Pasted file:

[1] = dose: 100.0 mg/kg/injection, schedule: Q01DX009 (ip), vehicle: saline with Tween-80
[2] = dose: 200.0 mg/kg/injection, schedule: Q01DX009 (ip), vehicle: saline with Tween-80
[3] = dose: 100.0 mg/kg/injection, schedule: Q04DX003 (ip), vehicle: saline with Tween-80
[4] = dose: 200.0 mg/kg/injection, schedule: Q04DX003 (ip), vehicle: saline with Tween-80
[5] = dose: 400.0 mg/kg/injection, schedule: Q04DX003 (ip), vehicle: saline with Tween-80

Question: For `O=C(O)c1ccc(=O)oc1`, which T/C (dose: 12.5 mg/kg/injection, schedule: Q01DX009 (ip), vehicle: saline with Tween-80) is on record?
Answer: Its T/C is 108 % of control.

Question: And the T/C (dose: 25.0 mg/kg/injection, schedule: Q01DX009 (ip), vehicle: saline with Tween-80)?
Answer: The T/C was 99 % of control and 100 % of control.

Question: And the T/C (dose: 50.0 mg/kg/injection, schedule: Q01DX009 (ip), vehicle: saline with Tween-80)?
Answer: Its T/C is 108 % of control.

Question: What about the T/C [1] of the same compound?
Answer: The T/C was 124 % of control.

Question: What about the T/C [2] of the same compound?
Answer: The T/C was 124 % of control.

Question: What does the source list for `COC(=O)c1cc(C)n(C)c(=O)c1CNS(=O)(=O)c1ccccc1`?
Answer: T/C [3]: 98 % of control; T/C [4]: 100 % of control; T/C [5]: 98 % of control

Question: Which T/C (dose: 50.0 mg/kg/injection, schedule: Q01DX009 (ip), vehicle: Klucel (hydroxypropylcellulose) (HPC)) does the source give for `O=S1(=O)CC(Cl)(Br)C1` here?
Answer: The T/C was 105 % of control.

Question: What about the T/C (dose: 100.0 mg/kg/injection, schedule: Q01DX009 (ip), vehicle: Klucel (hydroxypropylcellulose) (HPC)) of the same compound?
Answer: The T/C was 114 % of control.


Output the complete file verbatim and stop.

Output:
[1] = dose: 100.0 mg/kg/injection, schedule: Q01DX009 (ip), vehicle: saline with Tween-80
[2] = dose: 200.0 mg/kg/injection, schedule: Q01DX009 (ip), vehicle: saline with Tween-80
[3] = dose: 100.0 mg/kg/injection, schedule: Q04DX003 (ip), vehicle: saline with Tween-80
[4] = dose: 200.0 mg/kg/injection, schedule: Q04DX003 (ip), vehicle: saline with Tween-80
[5] = dose: 400.0 mg/kg/injection, schedule: Q04DX003 (ip), vehicle: saline with Tween-80

Question: For `O=C(O)c1ccc(=O)oc1`, which T/C (dose: 12.5 mg/kg/injection, schedule: Q01DX009 (ip), vehicle: saline with Tween-80) is on record?
Answer: Its T/C is 108 % of control.

Question: And the T/C (dose: 25.0 mg/kg/injection, schedule: Q01DX009 (ip), vehicle: saline with Tween-80)?
Answer: The T/C was 99 % of control and 100 % of control.

Question: And the T/C (dose: 50.0 mg/kg/injection, schedule: Q01DX009 (ip), vehicle: saline with Tween-80)?
Answer: Its T/C is 108 % of control.

Question: What about the T/C [1] of the same compound?
Answer: The T/C was 124 % of control.

Question: What about the T/C [2] of the same compound?
Answer: The T/C was 124 % of control.

Question: What does the source list for `COC(=O)c1cc(C)n(C)c(=O)c1CNS(=O)(=O)c1ccccc1`?
Answer: T/C [3]: 98 % of control; T/C [4]: 100 % of control; T/C [5]: 98 % of control

Question: Which T/C (dose: 50.0 mg/kg/injection, schedule: Q01DX009 (ip), vehicle: Klucel (hydroxypropylcellulose) (HPC)) does the source give for `O=S1(=O)CC(Cl)(Br)C1` here?
Answer: The T/C was 105 % of control.

Question: What about the T/C (dose: 100.0 mg/kg/injection, schedule: Q01DX009 (ip), vehicle: Klucel (hydroxypropylcellulose) (HPC)) of the same compound?
Answer: The T/C was 114 % of control.